Big Tobacco Beats Missouri Hospital Lawsuit
A St.Louis jury has found tobacco corporations do not have to compensate Missouri hospitals trying to recover losses incurred in the treatment of patients suffering from smoking-related illnesses who couldn’t afford to pay their medical bills.
According to the New York Times and the BBC, 37 hospitals in the midwestern state sued Philip Morris (a division of the Altria Group), R.J. Reynolds, Lorillard and other cigarette makers for more than $455 million way back in 1998, claiming the companies sold an “unreasonably dangerous” product, manipulated the nicotine content in cigarettes and lied about the negative health effects of smoking. Damages sought ranged from $300,000 to $86.4 million.
The hospitals, which treat many indigent patients who cannot afford the cost of their care, claimed the tobacco corporations should have reimbursed them for such costs. The plaintiffs also felt entitled to “recover the increased costs incurred to providing all health care services” that result from smoking.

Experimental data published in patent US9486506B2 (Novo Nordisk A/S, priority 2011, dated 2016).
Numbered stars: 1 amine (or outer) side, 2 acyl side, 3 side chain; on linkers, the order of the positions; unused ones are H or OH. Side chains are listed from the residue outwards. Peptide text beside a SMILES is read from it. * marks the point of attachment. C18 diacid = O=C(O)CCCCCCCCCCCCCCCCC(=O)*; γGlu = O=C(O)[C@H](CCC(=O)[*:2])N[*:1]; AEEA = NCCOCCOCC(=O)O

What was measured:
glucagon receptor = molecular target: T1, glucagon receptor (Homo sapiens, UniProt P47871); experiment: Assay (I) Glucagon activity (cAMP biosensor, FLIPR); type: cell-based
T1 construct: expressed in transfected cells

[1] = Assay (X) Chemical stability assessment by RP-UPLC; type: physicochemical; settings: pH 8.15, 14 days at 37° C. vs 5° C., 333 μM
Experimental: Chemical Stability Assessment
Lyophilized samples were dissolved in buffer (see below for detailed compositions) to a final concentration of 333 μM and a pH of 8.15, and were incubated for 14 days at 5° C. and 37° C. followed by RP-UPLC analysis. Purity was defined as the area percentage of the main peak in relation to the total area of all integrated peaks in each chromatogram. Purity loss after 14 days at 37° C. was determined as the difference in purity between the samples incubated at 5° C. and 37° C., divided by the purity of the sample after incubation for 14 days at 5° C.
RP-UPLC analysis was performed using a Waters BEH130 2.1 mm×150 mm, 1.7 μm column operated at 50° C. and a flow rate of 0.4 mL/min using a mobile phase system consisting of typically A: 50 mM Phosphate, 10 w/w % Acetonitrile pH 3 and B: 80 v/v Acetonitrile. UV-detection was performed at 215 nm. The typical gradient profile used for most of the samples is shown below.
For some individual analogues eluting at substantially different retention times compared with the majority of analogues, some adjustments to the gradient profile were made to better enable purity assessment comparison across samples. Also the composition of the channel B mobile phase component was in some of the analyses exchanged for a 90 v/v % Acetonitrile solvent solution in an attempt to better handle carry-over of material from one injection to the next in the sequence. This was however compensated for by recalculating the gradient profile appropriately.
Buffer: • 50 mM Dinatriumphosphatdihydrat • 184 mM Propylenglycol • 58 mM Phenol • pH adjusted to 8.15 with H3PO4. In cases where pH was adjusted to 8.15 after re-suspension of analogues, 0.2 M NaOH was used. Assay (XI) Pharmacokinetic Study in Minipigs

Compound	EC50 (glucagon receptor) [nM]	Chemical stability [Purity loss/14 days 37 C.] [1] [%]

Alas, the jury in the Missouri Circuit Court did not agree.
“The jury agreed with Phillip Morris USA that ordinary cigarettes are not negligently designed or defective,” company official Murray Garnick triumphantly declared.
An official from Lorillard told the BBC: “Compelling evidence was presented to the jury, including testimony from hospital witnesses, that confirmed the hospitals were not financially damaged as they asserted.”
The same cannot be said for their smoking patient’s health, but this case, which involved no patients, was about the hospitals themselves, which may appeal the verdict.
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